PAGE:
Typically, March is a busy month – it is the end of the financial year for most New Zealand companies and income tax returns for the previous financial year (for clients of tax agents) are due, which means many business owners decide to commit or quit in March. As a result of an alert level increase on 28 February 2021, Auckland spent the first week of March 2021 at Alert Level 3, while the rest of the country stepped up to Alert Level 2. In order to soften the blow, the Government activated two rounds of resurgence support payments plus a two-week wage subsidy payment for eligible businesses. There were also signals from the Government in around mid-March that the…
Voluntary liquidation allows a company to terminate its operations and sell off assets and for any shortfall to be dealt with. Some companies are liquidated because they serve no further purpose. Some are liquidated as they have unfeasible operations or poor operating conditions or technology has moved on. Others are liquidated because the founder has retired or passed and the business cannot operate without that expertise. Some have been affected by the failure of a large customer, the loss of a major contract or an extraordinary event, like Covid-19. Most companies advance an insolvent liquidation because: • The business cannot pay its debts as and when they fall due.• Liabilities exceed total assets.• The business is making losses and there…
Generally speaking, in the liquidation of a company, creditors of equal ranking in the liquidation are treated equally. So, if there are funds to distribute, they will all receive the same proportion of the amount that they have claimed. This is known as the Pari Passu Rule. The exception to this rule is when there is a mutual set-off between the company in liquidation and another party that is both a creditor to whom the company owes money, and a debtor that owes the company money. The requirement for the mutual set-off is set out in section 310 of the Companies Act 1993 as follows - 310 Mutual credit and set-off (1) Where there have been mutual credits, mutual debts,…
Welcome to the month of double lockdowns and Americas Cup racing. February is typically the first month of the year where we see a steep uptake in all insolvency appointments across the board after the lower months of December and January. Directors will take a hard look at their company after a quiet Christmas period and January break and make the call on whether they want to continue through another year or pack it in. Individuals will often go through a similar process after having spent up large over the Christmas period and having little to show for it and no prospects of paying off the debts they may have racked up and will need to assess their insolvency options.…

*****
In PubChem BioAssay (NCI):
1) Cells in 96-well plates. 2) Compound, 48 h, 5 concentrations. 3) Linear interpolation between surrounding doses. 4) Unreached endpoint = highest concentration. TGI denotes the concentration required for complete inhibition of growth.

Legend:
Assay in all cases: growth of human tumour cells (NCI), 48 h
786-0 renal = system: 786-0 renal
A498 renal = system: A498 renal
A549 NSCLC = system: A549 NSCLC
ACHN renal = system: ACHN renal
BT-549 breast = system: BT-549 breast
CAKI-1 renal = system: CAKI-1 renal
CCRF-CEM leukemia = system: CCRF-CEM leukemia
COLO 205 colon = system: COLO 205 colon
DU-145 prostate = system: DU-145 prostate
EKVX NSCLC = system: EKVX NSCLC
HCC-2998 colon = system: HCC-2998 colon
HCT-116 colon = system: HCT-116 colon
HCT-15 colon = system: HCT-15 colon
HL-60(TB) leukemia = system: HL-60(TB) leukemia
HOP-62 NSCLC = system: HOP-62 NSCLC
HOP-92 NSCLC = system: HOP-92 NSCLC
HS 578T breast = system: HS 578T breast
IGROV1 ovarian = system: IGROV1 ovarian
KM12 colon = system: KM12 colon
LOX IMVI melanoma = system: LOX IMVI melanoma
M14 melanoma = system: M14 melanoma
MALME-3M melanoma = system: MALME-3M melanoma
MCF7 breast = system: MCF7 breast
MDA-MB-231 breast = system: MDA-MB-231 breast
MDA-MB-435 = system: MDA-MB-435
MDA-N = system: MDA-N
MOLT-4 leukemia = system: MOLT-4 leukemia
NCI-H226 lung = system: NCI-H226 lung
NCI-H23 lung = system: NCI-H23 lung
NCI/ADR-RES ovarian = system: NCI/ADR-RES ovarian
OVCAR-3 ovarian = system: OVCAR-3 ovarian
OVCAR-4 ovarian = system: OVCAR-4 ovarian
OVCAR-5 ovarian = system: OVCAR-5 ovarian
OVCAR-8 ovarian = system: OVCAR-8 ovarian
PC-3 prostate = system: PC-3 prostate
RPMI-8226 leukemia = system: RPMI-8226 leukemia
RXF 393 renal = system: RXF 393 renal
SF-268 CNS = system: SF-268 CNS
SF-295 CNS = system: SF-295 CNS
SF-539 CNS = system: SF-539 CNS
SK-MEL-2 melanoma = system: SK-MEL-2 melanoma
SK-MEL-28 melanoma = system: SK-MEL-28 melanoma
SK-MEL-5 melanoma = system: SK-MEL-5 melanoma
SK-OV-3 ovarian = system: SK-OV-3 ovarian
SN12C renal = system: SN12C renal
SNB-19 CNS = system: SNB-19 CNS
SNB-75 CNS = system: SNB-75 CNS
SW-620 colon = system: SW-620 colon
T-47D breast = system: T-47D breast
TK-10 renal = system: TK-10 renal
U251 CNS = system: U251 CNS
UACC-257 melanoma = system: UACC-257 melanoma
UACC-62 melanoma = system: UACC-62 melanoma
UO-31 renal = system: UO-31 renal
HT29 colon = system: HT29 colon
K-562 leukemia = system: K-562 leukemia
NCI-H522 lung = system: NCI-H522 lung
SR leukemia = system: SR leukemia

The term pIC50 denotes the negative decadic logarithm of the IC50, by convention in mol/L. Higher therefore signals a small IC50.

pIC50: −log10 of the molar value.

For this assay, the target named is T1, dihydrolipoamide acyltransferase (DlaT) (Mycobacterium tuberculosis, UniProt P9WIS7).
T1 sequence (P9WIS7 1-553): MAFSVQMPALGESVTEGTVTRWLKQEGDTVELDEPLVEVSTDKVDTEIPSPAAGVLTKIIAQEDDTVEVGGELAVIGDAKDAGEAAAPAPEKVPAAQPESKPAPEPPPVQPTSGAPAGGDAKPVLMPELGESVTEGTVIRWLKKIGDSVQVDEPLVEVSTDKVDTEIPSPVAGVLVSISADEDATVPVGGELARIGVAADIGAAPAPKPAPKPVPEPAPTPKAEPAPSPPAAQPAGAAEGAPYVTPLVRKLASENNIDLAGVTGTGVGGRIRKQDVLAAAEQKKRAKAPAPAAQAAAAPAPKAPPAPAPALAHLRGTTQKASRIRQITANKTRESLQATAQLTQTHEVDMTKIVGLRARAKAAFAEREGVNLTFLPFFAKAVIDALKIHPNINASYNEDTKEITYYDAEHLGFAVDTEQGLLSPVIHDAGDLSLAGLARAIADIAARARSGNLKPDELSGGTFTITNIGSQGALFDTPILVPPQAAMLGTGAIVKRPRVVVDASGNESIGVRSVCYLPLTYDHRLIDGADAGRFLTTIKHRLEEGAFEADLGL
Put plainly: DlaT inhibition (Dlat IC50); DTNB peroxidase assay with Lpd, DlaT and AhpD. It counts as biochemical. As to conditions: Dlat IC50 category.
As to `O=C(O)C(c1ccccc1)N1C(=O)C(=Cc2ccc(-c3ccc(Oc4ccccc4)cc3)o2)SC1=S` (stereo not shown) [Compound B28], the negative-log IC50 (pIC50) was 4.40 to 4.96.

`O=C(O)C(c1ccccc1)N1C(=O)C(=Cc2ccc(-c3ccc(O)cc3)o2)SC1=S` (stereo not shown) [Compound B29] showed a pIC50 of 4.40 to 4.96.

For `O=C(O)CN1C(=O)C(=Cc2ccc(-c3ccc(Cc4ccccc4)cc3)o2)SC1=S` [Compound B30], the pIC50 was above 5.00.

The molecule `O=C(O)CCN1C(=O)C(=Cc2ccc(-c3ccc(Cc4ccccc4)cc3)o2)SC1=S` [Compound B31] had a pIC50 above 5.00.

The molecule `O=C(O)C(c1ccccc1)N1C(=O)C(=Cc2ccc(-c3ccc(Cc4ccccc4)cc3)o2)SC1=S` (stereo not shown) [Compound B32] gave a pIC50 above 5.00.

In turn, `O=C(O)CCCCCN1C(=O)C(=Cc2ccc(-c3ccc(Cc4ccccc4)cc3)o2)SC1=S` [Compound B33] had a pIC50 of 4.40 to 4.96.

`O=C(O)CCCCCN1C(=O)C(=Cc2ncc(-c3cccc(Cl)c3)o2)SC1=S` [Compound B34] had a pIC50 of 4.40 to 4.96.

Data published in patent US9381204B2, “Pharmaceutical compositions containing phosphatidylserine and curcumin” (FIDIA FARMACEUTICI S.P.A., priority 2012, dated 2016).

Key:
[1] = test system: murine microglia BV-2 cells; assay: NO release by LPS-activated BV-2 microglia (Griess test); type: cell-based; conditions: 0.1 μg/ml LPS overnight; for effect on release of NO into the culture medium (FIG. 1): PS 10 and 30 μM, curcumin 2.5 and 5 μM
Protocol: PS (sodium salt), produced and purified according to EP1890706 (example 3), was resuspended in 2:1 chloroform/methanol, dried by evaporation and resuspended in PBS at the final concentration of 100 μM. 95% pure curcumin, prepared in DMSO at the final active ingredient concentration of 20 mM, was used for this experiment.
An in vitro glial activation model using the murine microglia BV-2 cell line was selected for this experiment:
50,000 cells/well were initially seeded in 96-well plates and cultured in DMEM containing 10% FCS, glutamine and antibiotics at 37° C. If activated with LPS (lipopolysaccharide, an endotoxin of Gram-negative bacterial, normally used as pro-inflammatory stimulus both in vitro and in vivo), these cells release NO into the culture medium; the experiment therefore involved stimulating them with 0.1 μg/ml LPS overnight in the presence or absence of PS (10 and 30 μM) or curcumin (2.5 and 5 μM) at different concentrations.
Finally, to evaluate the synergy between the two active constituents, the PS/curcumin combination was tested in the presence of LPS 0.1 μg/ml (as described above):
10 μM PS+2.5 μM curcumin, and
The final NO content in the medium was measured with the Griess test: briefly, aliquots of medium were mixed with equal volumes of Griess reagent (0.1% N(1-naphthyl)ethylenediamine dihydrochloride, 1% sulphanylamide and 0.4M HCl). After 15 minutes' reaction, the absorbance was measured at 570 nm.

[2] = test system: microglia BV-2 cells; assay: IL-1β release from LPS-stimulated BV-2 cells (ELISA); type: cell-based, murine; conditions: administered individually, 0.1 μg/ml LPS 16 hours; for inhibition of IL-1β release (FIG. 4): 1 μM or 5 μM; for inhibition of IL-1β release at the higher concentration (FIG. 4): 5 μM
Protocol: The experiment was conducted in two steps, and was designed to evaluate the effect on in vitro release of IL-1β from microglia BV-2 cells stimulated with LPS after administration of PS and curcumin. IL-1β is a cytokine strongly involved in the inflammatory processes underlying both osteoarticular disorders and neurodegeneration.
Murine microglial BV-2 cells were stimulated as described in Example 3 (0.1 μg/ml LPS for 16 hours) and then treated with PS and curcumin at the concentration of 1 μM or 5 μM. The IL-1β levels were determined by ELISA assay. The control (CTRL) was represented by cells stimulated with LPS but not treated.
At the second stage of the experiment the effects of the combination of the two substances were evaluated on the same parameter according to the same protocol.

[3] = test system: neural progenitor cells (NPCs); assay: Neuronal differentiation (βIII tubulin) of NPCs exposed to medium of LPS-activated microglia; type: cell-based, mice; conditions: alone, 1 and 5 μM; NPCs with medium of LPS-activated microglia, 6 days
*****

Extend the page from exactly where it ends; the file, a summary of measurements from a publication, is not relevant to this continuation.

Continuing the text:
Murphy’s Law (or one version of it) states "whatever can go wrong, will go wrong" and that can appear to be the case when you are running a business in the current environment. If it’s not a lockdown, it’s a shortage of supply, or it’s a major client failing, or it’s another of the myriad of things that can go wrong. While having good contingency plans in place, including cash reserves or access to a fighting fund, can help your business get through the hard times, when these problems come at you one after another in quick succession, things can turn to custard very quickly. When that happens, there are things that, as a director of the company, you should…
Welcome to the 2021 statistics. January is traditionally a quiet month for appointments across all forms of insolvency and 2021 is no exception. With the courts closed for most of January, many companies extending their Christmas close down periods well into January, and the bulk of the country holidaying at the bach or camping in the great outdoors with the children, not a lot happened on the insolvency front. Typically, appointments begin to track up from February onwards. Many of the woes from 2020 – changes in consumer demand, shipping delays, the loss of overseas tourists, domestic tourism visiting different destinations and spending less than their overseas counterparts, lower than expected income over the summer trading period, minimum wage increases,…